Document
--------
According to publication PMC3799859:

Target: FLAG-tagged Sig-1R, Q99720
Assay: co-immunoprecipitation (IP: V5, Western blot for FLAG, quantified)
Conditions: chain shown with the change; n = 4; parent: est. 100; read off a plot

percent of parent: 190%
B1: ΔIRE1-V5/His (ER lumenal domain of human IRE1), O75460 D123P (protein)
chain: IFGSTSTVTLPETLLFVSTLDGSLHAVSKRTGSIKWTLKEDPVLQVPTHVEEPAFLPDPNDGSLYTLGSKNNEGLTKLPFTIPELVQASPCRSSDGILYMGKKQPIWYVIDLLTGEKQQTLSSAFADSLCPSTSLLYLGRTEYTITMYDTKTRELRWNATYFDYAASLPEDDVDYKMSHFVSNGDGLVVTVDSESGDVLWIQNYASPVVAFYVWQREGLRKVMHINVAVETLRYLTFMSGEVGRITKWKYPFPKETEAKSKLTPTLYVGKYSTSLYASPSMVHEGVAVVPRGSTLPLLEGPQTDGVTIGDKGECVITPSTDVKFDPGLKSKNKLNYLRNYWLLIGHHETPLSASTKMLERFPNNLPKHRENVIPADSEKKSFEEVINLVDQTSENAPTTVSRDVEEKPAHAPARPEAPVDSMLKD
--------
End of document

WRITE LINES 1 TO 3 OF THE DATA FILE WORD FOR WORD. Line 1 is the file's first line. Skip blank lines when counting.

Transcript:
According to publication PMC3799859:

Target: FLAG-tagged Sig-1R, Q99720
Assay: co-immunoprecipitation (IP: V5, Western blot for FLAG, quantified)